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AAP Bright Futures National Center Bright Futures: Guidelines for Health Supervision of Infants, Children, and Adolescents What’s New in the 4 th Edition?
Webinar Presenters Joseph F. Hagan, Jr. MD, FAAP, Clinical Professor in Pediatrics, The Robert Larner, M. D. College of Medicine at the University of Vermont and The University of Vermont Children’s Hospital Co-editor: Bright Futures Guidelines, 4 th Edition Judith S. Shaw, Ed. D, MPH, RN, FAAP, Executive Director, Vermont Child Health Improvement Program; Executive Director, National Improvement Partnership Network; and Professor of Pediatrics & Nursing, The Robert Larner, M. D. College of Medicine at the University of Vermont Co-editor: Bright Futures Guidelines, 4 th Edition
What is Bright Futures? The mission of Bright Futures is to promote and improve the health, education, and well-being of infants, children, adolescents, families, and communities. • Bright Futures is the health promotion/disease prevention part of the medical home • At the heart of the medical home is the relationship between the clinician and the family or youth
Who can Use Bright Futures?
Bright Futures Guidelines: History and Timing of Release • 1994: First edition, Morris Green, MD, Editor • 2000: Second edition and Revised Edition in 2002, Morris Green, MD, and Judith S. Palfrey, MD, Editors • 2008: Third edition Joseph F. Hagan, Jr, MD, FAAP, Judith S. Shaw, Ed. D, MPH, RN, FAAP, Paula M. Duncan, MD, FAAP, Editors • 2017: Fourth edition Joseph F. Hagan, Jr, MD, FAAP, Judith S. Shaw, Ed. D, MPH, RN, FAAP, Paula M. Duncan, MD, FAAP, Editors
The Periodicity Schedule and the Bright Futures Guidelines The Periodicity Schedule tells you what to do in well- child visits, while the Bright Futures Guidelines tell you how to do it—and how to do it well.
What’s New about the 4 th Edition? • Promoting Lifelong Health for Families and Communities • Provides greater focus on lifelong physical and mental health • Promoting the Healthy and Safe Use of Social Media • Includes new screen time recommendations • Promoting Health for Children and Youth with Special Health Care Needs • Expanded Evidence and Rationale Chapter
What’s New…(cont. ) • Social determinants of health are embedded in many visits o Strengths and protective factors make a difference o Risk factors make a difference • Features updated milestones of development and developmental surveillance questions • Provides new clinical content about the latest recommendations and provides guidance on implementation • Includes updates to several adolescent screenings including cervical dysplasia; depression; dyslipidemia; hearing; vision; tobacco, alcohol, or drug use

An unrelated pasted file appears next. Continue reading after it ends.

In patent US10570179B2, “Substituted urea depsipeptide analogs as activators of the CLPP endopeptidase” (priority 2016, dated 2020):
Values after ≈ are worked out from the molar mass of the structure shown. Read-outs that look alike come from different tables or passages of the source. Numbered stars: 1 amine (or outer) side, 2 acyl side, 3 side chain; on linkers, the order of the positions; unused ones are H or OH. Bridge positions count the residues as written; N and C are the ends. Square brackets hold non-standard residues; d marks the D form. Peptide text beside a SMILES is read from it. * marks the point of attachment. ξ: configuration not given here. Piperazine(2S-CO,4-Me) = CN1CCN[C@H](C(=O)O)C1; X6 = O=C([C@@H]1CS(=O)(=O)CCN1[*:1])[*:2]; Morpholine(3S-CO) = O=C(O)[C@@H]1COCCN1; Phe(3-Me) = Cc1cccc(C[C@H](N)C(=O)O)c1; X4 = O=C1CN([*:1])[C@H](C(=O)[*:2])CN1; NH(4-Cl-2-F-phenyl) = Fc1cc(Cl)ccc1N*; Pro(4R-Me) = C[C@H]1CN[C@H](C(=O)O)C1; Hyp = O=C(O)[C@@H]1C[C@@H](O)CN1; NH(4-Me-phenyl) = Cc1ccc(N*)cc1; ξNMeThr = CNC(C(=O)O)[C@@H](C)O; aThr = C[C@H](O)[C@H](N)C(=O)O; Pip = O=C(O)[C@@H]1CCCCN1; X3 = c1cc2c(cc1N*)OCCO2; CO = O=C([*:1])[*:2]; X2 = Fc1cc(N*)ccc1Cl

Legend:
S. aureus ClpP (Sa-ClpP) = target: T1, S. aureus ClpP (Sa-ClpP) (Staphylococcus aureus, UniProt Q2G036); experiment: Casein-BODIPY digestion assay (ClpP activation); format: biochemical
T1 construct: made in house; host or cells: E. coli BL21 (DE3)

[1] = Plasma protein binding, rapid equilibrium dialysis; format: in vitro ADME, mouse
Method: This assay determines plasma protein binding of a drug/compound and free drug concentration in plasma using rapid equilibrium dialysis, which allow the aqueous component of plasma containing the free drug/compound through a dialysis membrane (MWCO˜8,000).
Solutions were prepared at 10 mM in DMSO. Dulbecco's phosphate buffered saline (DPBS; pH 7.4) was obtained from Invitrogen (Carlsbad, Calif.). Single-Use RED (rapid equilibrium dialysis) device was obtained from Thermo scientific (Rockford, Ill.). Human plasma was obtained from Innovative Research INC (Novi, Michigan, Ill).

New Screenings Since the 3 rd Edition • Bilirubin screening: Universal at the Newborn Visit. • Maternal depression screening: Universal at the 1 Month through 6 Month Visits. • Oral health: Universal fluoride varnish at the 6 Month (first tooth eruption) through 5 Year Visits, in addition to Selective fluoride supplementation at the 6 Months through 16 Year Visits. • Dyslipidemia screening: Universal once between the 9 Year and 11 Year Visits, in addition to the Universal dyslipidemia once between the 17 and 21 Year Visits carried over from the 3 rd Edition. • Depression screening: Universal for adolescents, annually beginning at the 12 Year Visit. • Human immunodeficiency virus (HIV) screening: Universal once between the 15 Year and 18 Year Visits.
Screenings Updated From the 3 rd Edition • Adolescent hearing screening: • 3 rd Edition: Selective audiometry based on risk assessment at all Adolescent Visits; • 4 th Edition: Universal audiometry (once during the Early, the Middle, and Late Adolescence Visits). • Adolescent tobacco, alcohol, or drug use assessment: • 3 rd Edition: Selective based on risk assessment for Alcohol and drugs. • 4 th Edition: Tobacco, alcohol, or drugs Universal administration of an assessment tool at all Adolescent Visits. • Cervical dysplasia: • 3 rd Edition: Selective based on risk assessment at all Adolescent Visits. • 4 th Edition: Universal beginning at the 21 Year Visit in the 4 th Edition.